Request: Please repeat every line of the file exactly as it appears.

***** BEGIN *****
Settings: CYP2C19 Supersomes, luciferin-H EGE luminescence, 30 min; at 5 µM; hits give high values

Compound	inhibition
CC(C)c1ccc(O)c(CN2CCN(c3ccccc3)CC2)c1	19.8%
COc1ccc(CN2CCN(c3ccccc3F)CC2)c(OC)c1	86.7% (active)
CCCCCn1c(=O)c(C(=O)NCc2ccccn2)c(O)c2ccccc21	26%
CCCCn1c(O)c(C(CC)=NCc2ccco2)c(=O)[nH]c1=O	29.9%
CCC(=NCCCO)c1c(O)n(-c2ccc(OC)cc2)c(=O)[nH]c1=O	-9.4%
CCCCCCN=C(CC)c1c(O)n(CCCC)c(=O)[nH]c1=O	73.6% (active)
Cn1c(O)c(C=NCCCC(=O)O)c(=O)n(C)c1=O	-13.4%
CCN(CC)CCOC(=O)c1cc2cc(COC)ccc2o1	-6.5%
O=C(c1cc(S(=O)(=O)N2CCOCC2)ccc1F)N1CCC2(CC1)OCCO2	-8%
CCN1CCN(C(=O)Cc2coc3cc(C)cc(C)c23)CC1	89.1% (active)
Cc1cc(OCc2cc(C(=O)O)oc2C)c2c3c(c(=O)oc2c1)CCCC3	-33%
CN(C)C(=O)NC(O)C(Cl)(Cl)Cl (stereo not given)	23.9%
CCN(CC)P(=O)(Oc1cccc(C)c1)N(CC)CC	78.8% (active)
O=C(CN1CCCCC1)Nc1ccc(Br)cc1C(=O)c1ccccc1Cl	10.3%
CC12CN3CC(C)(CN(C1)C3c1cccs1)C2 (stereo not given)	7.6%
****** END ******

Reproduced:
Settings: CYP2C19 Supersomes, luciferin-H EGE luminescence, 30 min; at 5 µM; hits give high values

Compound	inhibition
CC(C)c1ccc(O)c(CN2CCN(c3ccccc3)CC2)c1	19.8%
COc1ccc(CN2CCN(c3ccccc3F)CC2)c(OC)c1	86.7% (active)
CCCCCn1c(=O)c(C(=O)NCc2ccccn2)c(O)c2ccccc21	26%
CCCCn1c(O)c(C(CC)=NCc2ccco2)c(=O)[nH]c1=O	29.9%
CCC(=NCCCO)c1c(O)n(-c2ccc(OC)cc2)c(=O)[nH]c1=O	-9.4%
CCCCCCN=C(CC)c1c(O)n(CCCC)c(=O)[nH]c1=O	73.6% (active)
Cn1c(O)c(C=NCCCC(=O)O)c(=O)n(C)c1=O	-13.4%
CCN(CC)CCOC(=O)c1cc2cc(COC)ccc2o1	-6.5%
O=C(c1cc(S(=O)(=O)N2CCOCC2)ccc1F)N1CCC2(CC1)OCCO2	-8%
CCN1CCN(C(=O)Cc2coc3cc(C)cc(C)c23)CC1	89.1% (active)
Cc1cc(OCc2cc(C(=O)O)oc2C)c2c3c(c(=O)oc2c1)CCCC3	-33%
CN(C)C(=O)NC(O)C(Cl)(Cl)Cl (stereo not given)	23.9%
CCN(CC)P(=O)(Oc1cccc(C)c1)N(CC)CC	78.8% (active)
O=C(CN1CCCCC1)Nc1ccc(Br)cc1C(=O)c1ccccc1Cl	10.3%
CC12CN3CC(C)(CN(C1)C3c1cccs1)C2 (stereo not given)	7.6%